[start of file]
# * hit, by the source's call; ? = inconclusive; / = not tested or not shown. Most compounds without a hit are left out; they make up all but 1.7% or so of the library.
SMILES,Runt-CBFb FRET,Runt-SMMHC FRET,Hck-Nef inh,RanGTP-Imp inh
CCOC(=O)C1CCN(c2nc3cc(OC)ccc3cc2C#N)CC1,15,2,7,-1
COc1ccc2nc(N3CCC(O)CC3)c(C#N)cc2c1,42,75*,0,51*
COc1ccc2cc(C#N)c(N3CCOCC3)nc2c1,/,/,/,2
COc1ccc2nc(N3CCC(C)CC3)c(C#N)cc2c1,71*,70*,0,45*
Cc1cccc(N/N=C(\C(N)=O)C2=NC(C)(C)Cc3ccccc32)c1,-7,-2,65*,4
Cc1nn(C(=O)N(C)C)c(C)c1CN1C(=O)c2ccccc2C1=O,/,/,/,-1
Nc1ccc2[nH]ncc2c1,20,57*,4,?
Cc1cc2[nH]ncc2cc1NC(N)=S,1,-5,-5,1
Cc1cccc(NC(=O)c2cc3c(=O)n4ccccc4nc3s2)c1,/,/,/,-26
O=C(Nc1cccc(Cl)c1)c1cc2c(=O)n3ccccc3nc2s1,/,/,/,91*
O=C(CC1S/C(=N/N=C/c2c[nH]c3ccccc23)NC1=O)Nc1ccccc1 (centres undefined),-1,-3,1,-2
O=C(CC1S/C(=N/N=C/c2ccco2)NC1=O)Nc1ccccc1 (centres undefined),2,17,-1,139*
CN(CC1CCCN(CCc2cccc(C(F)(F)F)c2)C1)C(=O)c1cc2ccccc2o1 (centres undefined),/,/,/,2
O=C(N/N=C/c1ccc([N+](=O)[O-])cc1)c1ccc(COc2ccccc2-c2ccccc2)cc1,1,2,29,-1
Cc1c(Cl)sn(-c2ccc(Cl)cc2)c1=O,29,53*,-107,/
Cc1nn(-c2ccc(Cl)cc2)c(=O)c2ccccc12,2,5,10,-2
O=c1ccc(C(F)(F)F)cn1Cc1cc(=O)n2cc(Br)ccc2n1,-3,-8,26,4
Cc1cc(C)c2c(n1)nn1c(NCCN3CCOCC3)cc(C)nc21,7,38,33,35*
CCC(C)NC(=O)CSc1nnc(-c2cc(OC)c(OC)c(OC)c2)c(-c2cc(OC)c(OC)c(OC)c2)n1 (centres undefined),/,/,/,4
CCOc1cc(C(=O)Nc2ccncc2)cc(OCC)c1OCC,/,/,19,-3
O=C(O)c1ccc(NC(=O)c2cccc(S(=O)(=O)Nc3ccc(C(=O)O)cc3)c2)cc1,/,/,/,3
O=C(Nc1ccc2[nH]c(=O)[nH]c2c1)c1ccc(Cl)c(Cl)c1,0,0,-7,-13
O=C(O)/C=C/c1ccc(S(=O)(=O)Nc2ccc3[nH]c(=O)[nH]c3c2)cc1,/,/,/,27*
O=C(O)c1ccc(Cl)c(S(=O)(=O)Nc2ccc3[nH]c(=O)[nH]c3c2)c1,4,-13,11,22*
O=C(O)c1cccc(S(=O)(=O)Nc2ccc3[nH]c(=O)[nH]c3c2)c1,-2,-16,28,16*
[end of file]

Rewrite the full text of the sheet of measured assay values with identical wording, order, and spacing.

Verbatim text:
# * hit, by the source's call; ? = inconclusive; / = not tested or not shown. Most compounds without a hit are left out; they make up all but 1.7% or so of the library.
SMILES,Runt-CBFb FRET,Runt-SMMHC FRET,Hck-Nef inh,RanGTP-Imp inh
CCOC(=O)C1CCN(c2nc3cc(OC)ccc3cc2C#N)CC1,15,2,7,-1
COc1ccc2nc(N3CCC(O)CC3)c(C#N)cc2c1,42,75*,0,51*
COc1ccc2cc(C#N)c(N3CCOCC3)nc2c1,/,/,/,2
COc1ccc2nc(N3CCC(C)CC3)c(C#N)cc2c1,71*,70*,0,45*
Cc1cccc(N/N=C(\C(N)=O)C2=NC(C)(C)Cc3ccccc32)c1,-7,-2,65*,4
Cc1nn(C(=O)N(C)C)c(C)c1CN1C(=O)c2ccccc2C1=O,/,/,/,-1
Nc1ccc2[nH]ncc2c1,20,57*,4,?
Cc1cc2[nH]ncc2cc1NC(N)=S,1,-5,-5,1
Cc1cccc(NC(=O)c2cc3c(=O)n4ccccc4nc3s2)c1,/,/,/,-26
O=C(Nc1cccc(Cl)c1)c1cc2c(=O)n3ccccc3nc2s1,/,/,/,91*
O=C(CC1S/C(=N/N=C/c2c[nH]c3ccccc23)NC1=O)Nc1ccccc1 (centres undefined),-1,-3,1,-2
O=C(CC1S/C(=N/N=C/c2ccco2)NC1=O)Nc1ccccc1 (centres undefined),2,17,-1,139*
CN(CC1CCCN(CCc2cccc(C(F)(F)F)c2)C1)C(=O)c1cc2ccccc2o1 (centres undefined),/,/,/,2
O=C(N/N=C/c1ccc([N+](=O)[O-])cc1)c1ccc(COc2ccccc2-c2ccccc2)cc1,1,2,29,-1
Cc1c(Cl)sn(-c2ccc(Cl)cc2)c1=O,29,53*,-107,/
Cc1nn(-c2ccc(Cl)cc2)c(=O)c2ccccc12,2,5,10,-2
O=c1ccc(C(F)(F)F)cn1Cc1cc(=O)n2cc(Br)ccc2n1,-3,-8,26,4
Cc1cc(C)c2c(n1)nn1c(NCCN3CCOCC3)cc(C)nc21,7,38,33,35*
CCC(C)NC(=O)CSc1nnc(-c2cc(OC)c(OC)c(OC)c2)c(-c2cc(OC)c(OC)c(OC)c2)n1 (centres undefined),/,/,/,4
CCOc1cc(C(=O)Nc2ccncc2)cc(OCC)c1OCC,/,/,19,-3
O=C(O)c1ccc(NC(=O)c2cccc(S(=O)(=O)Nc3ccc(C(=O)O)cc3)c2)cc1,/,/,/,3
O=C(Nc1ccc2[nH]c(=O)[nH]c2c1)c1ccc(Cl)c(Cl)c1,0,0,-7,-13
O=C(O)/C=C/c1ccc(S(=O)(=O)Nc2ccc3[nH]c(=O)[nH]c3c2)cc1,/,/,/,27*
O=C(O)c1ccc(Cl)c(S(=O)(=O)Nc2ccc3[nH]c(=O)[nH]c3c2)c1,4,-13,11,22*
O=C(O)c1cccc(S(=O)(=O)Nc2ccc3[nH]c(=O)[nH]c3c2)c1,-2,-16,28,16*